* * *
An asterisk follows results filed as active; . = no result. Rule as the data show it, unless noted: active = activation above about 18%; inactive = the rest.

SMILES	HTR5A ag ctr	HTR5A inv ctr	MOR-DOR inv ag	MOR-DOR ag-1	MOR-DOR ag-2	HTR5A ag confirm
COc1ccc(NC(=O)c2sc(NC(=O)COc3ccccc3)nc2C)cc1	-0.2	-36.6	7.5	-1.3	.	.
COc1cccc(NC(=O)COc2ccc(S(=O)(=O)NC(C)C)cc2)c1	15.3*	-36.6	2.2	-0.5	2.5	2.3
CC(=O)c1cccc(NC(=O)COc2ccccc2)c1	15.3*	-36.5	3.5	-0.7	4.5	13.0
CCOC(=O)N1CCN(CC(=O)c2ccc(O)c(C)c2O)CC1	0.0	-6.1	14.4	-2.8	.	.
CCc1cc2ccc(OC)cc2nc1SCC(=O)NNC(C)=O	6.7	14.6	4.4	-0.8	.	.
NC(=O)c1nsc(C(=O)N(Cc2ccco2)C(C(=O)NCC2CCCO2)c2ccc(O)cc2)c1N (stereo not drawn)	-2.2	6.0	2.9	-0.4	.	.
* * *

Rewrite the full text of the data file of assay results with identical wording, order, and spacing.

An asterisk follows results filed as active; . = no result. Rule as the data show it, unless noted: active = activation above about 18%; inactive = the rest.

SMILES	HTR5A ag ctr	HTR5A inv ctr	MOR-DOR inv ag	MOR-DOR ag-1	MOR-DOR ag-2	HTR5A ag confirm
COc1ccc(NC(=O)c2sc(NC(=O)COc3ccccc3)nc2C)cc1	-0.2	-36.6	7.5	-1.3	.	.
COc1cccc(NC(=O)COc2ccc(S(=O)(=O)NC(C)C)cc2)c1	15.3*	-36.6	2.2	-0.5	2.5	2.3
CC(=O)c1cccc(NC(=O)COc2ccccc2)c1	15.3*	-36.5	3.5	-0.7	4.5	13.0
CCOC(=O)N1CCN(CC(=O)c2ccc(O)c(C)c2O)CC1	0.0	-6.1	14.4	-2.8	.	.
CCc1cc2ccc(OC)cc2nc1SCC(=O)NNC(C)=O	6.7	14.6	4.4	-0.8	.	.
NC(=O)c1nsc(C(=O)N(Cc2ccco2)C(C(=O)NCC2CCCO2)c2ccc(O)cc2)c1N (stereo not drawn)	-2.2	6.0	2.9	-0.4	.	.